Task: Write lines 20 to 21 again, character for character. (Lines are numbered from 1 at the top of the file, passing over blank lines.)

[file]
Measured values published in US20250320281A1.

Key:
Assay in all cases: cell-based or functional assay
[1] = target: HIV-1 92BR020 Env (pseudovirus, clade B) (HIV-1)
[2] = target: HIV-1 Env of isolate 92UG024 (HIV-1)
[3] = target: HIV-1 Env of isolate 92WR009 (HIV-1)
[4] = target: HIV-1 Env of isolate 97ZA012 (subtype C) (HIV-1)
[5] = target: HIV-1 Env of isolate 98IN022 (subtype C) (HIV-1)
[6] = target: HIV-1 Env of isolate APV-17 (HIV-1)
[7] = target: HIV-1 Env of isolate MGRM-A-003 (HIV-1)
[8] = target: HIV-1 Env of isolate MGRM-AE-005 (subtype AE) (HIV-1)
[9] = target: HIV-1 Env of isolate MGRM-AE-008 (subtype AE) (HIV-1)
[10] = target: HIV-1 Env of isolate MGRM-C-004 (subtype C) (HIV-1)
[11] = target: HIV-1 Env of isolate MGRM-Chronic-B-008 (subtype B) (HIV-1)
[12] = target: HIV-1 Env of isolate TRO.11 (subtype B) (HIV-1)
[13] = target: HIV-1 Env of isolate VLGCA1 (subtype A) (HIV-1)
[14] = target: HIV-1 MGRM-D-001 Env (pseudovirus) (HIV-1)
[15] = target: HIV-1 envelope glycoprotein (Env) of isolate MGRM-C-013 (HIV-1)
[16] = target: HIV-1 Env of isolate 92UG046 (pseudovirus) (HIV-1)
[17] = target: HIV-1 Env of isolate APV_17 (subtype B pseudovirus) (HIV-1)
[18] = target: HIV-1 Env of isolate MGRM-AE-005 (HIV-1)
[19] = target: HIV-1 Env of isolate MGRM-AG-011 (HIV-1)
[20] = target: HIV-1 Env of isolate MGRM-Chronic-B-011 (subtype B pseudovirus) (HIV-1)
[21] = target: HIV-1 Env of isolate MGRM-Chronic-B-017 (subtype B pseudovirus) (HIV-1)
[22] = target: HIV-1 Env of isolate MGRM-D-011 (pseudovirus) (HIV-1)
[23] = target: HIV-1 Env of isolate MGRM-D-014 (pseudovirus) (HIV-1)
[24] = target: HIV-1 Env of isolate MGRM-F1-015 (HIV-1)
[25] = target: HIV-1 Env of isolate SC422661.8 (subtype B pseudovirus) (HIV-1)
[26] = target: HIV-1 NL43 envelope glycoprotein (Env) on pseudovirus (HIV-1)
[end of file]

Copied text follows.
[17] = target: HIV-1 Env of isolate APV_17 (subtype B pseudovirus) (HIV-1)
[18] = target: HIV-1 Env of isolate MGRM-AE-005 (HIV-1)